Figure 4: A close-up of the fancy icons that lsd can use.


The current ls command has 58 options. By contrast, the current lsd release has 25. More might be added before the general release, but lsd is already a functional match for ls and broadly backwardly compatible with it, with much of the same structural logic. However, some of the ls options are less relevant than they once were. For instance, today only a few applications like Bluefish use ~ to indicate a backup file, so the ls option --ignore-backups (-B) is unlikely to be missed. Similarly, the decline of Emac's popularity means that the --dired (-D) option to generate output for Emac's Dired mode seems no longer necessary or at least a low priority to implement. Nor does lsd require the -C option for displaying in columns – because it does so by default and other options such as tree or single-line displays are folded into the same command. The overall result is that lsd is easier to learn than ls, especially when more than basic options are used.

So what options are left? First, the options that can be placed in a configuration file (Figure 2). They take the same possible values as in the configuration file and override the file as well. Another set of options are those found in ls. In particular, --all (-a) displays dot files, and --nosymlink does not display symbolic links, while -directly-only (-d) lists only directories. The same sorting options are also used: --recursive (-r), --reverse (-r), --sizesort (-s), and --timesort (-t), all of which are self-explanatory. Other options include --total-size, which displays the total size of directories, and --oneline (-1) and --tree, which offer alternative displays (Figure 5 and 6). And if you have no wish for color or icon coding, you can use --classic to suppress them. If you are proficient with ls, many of these options will be familiar.

Figure 5: An alternative to lsd's column display is to display file names, one per line.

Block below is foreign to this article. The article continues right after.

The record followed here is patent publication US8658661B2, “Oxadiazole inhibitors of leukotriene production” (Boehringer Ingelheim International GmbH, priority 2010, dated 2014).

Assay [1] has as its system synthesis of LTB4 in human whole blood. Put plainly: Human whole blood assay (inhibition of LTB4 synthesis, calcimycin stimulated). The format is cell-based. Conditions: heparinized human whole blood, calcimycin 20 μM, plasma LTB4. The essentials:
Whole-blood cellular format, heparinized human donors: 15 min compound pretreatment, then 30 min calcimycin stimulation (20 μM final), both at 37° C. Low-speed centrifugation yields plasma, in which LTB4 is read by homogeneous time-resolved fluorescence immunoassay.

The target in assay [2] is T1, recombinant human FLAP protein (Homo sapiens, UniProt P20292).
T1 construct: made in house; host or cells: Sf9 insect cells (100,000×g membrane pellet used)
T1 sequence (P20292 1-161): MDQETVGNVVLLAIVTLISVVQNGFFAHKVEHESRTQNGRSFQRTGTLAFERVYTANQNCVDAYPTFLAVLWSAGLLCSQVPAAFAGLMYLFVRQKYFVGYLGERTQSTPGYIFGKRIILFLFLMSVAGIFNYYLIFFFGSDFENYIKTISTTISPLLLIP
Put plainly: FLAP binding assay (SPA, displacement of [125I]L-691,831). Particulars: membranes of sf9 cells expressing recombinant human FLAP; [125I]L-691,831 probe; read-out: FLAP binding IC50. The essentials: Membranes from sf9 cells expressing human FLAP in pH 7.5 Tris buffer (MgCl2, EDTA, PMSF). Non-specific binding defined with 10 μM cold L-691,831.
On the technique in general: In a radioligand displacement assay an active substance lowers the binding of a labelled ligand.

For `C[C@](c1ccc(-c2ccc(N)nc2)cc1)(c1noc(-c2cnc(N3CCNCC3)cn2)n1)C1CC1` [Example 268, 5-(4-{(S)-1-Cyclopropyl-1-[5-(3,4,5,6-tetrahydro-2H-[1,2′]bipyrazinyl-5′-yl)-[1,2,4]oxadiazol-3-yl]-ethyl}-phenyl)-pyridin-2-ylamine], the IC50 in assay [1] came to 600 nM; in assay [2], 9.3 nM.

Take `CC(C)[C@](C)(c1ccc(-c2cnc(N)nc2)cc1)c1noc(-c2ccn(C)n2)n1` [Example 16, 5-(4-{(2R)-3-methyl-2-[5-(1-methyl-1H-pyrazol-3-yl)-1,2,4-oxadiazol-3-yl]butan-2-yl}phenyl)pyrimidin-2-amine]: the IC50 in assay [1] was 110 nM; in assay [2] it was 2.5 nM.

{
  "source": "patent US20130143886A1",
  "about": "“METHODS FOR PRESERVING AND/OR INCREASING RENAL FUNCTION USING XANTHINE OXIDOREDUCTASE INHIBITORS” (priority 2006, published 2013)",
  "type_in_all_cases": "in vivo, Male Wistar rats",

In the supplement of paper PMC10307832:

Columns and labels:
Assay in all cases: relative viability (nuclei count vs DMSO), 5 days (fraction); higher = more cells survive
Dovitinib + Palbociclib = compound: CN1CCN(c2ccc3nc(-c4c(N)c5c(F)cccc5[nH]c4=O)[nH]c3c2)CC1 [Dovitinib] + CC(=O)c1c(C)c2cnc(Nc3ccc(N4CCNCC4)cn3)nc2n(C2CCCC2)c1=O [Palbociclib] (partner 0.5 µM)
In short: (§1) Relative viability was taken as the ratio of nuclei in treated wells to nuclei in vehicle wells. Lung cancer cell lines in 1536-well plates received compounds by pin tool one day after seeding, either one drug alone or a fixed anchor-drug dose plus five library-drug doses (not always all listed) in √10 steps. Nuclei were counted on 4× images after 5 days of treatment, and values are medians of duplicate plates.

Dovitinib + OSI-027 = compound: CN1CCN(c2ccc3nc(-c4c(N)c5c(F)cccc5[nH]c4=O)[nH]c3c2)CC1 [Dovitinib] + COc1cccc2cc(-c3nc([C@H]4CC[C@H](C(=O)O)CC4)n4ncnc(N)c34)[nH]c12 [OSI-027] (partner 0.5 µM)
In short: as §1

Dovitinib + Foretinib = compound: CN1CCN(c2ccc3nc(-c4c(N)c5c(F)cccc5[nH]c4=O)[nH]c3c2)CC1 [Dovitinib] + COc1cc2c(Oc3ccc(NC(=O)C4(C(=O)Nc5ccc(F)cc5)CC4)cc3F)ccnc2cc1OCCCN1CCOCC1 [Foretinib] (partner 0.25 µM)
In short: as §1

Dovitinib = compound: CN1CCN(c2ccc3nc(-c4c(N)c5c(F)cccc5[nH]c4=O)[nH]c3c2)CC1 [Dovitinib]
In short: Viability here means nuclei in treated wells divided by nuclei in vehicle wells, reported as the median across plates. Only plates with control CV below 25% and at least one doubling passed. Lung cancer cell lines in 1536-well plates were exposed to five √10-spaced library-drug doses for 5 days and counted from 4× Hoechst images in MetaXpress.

Figure 6: A tree structure is also an option in lsd.

Naturally, which options you require depends on your current tasks, but you are likely to develop preferences in layout. When you do, consider creating an alias for lsd so that you have no need to break the habit of typing ls. To give the simplest alias, in your ~/.bashrc file or its equivalent, add the line:

<C>alias ls='lsd'<C>

You may want to set other aliases for lsd, each with its own set of options.

Other ls Updates

In addition to lsd, at least five more revisions of ls are competing for the same niche: exa, colorls, ls++, ls-go, and k. Many of these are released under an MIT license, and most focus on a color display. However, lsd is an ideal place to begin exploring the new alternatives. Backwards compatibility makes it an obvious replacement for ls. While various forms of file coding may be too complex for some users, lsd offers several choices. However, if lsd is not for you, you have others to fall back on. Obviously, the time has come to revamp one of Linux's most basic commands.

The Author

Bruce Byfield is a computer journalist and a freelance writer and editor specializing in free and open source software. In addition to his writing projects, he also teaches live and e-learning courses. In his spare time, Bruce writes about Northwest coast art ( He is also co-founder of Prentice Pieces, a blog about writing and fantasy at